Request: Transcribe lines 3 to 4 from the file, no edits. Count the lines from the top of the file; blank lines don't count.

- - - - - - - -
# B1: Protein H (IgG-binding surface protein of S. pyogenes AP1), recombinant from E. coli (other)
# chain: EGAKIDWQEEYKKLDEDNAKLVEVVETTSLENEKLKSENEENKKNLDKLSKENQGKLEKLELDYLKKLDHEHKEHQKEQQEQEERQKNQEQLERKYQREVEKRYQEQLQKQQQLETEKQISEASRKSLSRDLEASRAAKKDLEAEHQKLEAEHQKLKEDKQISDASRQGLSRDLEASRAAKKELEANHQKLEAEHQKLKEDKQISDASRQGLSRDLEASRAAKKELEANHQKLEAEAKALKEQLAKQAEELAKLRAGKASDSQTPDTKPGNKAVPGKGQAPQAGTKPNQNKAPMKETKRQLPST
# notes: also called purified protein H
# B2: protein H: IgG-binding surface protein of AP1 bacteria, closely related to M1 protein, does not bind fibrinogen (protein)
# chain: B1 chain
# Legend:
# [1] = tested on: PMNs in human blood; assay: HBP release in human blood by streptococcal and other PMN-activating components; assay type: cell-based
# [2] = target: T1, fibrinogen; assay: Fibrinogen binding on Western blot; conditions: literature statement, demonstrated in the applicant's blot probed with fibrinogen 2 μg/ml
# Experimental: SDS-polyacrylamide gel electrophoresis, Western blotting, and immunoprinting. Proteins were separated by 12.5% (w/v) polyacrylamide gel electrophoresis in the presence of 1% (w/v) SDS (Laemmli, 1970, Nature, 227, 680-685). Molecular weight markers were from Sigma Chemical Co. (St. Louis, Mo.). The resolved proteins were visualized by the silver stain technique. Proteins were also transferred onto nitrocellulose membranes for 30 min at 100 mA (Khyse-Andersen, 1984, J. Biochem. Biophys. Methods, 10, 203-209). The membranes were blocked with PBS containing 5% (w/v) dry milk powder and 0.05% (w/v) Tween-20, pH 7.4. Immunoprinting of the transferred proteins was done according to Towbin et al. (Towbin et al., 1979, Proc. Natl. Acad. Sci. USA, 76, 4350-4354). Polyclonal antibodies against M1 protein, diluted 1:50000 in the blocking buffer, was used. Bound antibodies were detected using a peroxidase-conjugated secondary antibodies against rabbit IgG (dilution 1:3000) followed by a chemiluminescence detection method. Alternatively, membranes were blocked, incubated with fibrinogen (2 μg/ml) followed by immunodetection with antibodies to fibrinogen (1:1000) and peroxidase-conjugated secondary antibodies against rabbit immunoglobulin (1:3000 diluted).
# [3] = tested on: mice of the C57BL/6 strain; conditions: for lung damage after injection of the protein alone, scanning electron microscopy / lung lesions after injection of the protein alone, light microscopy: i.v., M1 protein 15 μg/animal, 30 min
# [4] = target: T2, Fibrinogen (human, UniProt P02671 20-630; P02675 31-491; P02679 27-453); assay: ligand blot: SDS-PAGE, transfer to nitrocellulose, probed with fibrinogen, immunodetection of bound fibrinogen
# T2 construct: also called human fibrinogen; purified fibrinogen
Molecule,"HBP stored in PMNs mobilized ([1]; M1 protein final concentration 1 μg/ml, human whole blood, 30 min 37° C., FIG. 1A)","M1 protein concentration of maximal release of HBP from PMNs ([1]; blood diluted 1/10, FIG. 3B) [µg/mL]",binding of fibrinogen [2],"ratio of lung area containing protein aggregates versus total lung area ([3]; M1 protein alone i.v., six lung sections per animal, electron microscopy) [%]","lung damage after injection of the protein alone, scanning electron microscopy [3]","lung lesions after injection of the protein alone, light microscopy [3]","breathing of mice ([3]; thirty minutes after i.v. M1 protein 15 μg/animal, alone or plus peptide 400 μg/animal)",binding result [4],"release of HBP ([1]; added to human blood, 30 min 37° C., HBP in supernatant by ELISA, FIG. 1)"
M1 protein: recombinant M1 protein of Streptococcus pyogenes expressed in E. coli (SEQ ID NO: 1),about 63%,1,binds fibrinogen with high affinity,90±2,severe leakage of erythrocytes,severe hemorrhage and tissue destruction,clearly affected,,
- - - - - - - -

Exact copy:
# notes: also called purified protein H
# B2: protein H: IgG-binding surface protein of AP1 bacteria, closely related to M1 protein, does not bind fibrinogen (protein)